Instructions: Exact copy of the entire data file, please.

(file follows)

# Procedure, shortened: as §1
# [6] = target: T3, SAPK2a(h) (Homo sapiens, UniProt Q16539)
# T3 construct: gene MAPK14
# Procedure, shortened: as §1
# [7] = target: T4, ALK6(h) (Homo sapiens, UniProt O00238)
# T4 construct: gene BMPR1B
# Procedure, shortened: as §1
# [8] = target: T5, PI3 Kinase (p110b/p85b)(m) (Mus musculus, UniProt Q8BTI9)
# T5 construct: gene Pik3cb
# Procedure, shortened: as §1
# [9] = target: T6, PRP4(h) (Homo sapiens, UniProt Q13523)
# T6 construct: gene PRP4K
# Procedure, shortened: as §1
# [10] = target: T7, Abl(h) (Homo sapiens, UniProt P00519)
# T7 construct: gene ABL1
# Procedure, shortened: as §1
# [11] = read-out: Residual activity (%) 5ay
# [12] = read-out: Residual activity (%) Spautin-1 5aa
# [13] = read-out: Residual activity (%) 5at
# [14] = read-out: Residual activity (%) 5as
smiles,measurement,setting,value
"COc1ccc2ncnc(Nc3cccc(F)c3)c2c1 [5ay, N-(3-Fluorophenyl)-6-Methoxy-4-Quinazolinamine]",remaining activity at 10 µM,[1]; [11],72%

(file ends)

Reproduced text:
# Procedure, shortened: as §1
# [6] = target: T3, SAPK2a(h) (Homo sapiens, UniProt Q16539)
# T3 construct: gene MAPK14
# Procedure, shortened: as §1
# [7] = target: T4, ALK6(h) (Homo sapiens, UniProt O00238)
# T4 construct: gene BMPR1B
# Procedure, shortened: as §1
# [8] = target: T5, PI3 Kinase (p110b/p85b)(m) (Mus musculus, UniProt Q8BTI9)
# T5 construct: gene Pik3cb
# Procedure, shortened: as §1
# [9] = target: T6, PRP4(h) (Homo sapiens, UniProt Q13523)
# T6 construct: gene PRP4K
# Procedure, shortened: as §1
# [10] = target: T7, Abl(h) (Homo sapiens, UniProt P00519)
# T7 construct: gene ABL1
# Procedure, shortened: as §1
# [11] = read-out: Residual activity (%) 5ay
# [12] = read-out: Residual activity (%) Spautin-1 5aa
# [13] = read-out: Residual activity (%) 5at
# [14] = read-out: Residual activity (%) 5as
smiles,measurement,setting,value
"COc1ccc2ncnc(Nc3cccc(F)c3)c2c1 [5ay, N-(3-Fluorophenyl)-6-Methoxy-4-Quinazolinamine]",remaining activity at 10 µM,[1]; [11],72%